June 2016 Dividend Income And Expenses


Greetings humans and cephalopods!  Prepare yourselves! — It’s time once again for the monthly report!  In this regular post I show off all the details of our dividend income and expenses.  As the title says, this one is for June 2016.

So, without further adieu…

 
Expenses For June

June was another quiet month, like May…exactly the way I like ’em.

June expenses totaled $4130.70.  A fairly average month…but slightly higher than my projected $4k.  We still have 6 months to make up the difference, and summer has only just begun!  

June was a month for deep thinking — Thinking about what we should do with our money, and would we have enough to do it?  We talked about places to find investing ideas, and when not to invest.  We did end-up investing quite a bit in June (before the Brexit).

Home improvement projects, and yard-work took up most of our free time.  Oh, and I fixed-up some old tools.  

Little guy helping
Tako Jr. #2 climbing the mountain of dirt with his shovel.  We are landscaping in the front yard.  He was “helping”.

We traveled in June too!  The Tako family took a trip to Grandma and Grandpa Tako’s farm for a 3-day weekend.  Fuel costs ended up being slightly higher than usual due because of the trip (One tank of gas – about $30).  Lodging and food costs for the trip were $0.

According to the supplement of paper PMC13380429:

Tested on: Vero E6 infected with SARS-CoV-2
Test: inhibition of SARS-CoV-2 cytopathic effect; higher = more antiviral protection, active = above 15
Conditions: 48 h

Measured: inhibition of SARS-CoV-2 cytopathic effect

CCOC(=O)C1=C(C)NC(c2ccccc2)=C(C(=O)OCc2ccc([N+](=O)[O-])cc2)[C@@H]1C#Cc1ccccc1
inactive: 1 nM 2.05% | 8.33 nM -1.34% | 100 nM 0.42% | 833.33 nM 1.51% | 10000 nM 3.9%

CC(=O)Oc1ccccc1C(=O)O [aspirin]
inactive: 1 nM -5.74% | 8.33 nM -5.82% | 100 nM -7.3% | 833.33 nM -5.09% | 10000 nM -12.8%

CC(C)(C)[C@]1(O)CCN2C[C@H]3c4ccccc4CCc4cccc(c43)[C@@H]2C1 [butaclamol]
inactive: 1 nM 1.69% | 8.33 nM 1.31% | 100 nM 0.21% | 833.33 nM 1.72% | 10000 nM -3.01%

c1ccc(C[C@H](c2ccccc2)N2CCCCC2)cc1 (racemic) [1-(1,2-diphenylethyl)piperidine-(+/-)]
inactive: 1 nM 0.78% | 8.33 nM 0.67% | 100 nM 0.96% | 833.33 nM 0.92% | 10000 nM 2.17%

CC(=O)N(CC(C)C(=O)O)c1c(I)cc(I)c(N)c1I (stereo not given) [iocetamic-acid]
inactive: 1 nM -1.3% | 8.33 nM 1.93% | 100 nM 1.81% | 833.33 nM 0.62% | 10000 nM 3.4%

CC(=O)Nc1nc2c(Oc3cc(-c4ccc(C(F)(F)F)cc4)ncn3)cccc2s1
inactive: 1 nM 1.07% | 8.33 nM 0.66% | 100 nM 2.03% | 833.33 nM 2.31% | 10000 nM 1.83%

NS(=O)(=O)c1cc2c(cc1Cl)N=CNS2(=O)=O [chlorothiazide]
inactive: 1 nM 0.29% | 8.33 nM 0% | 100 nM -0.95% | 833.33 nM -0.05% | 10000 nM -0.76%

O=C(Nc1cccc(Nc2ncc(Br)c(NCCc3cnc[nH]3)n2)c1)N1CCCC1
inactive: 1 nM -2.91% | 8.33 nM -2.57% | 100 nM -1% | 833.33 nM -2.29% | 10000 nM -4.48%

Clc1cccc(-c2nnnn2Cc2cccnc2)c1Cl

Here in the Pacific Northwest our summers are quite mild.  Our gas & electricity bills tend to be less than $75/month in the summer.  This month, the gas and electricity bill ended up being $67.

Summer tends to be our cheapest months of the year; Food is cheaper, and food sales are abundant.  We spend $0 on heating and cooling in summer.  Yes, zero dollars!  We don’t even have a air conditioning system!  

Groceries and consumables for June totaled $525.65 for our family of 4.  That’s a little bit higher than usual, but not abnormally so.  We typically spend around $500/month for groceries.

June Expenses

Our expenses were higher than expected, but it wasn’t because we went crazy eating-out in June.  We cook most of our meals at home.  I was a one-man cooking army!  We only purchased take-out once!  Take-out was from our favorite teriyaki joint, a cost of $18.80.

Miscellaneous expenses this month include a couple of Amazon purchases.  Both items are for projects Mrs. Tako and I are working on — a drawer slide and some Titebond II wood glue.  Those items totaled $35.33.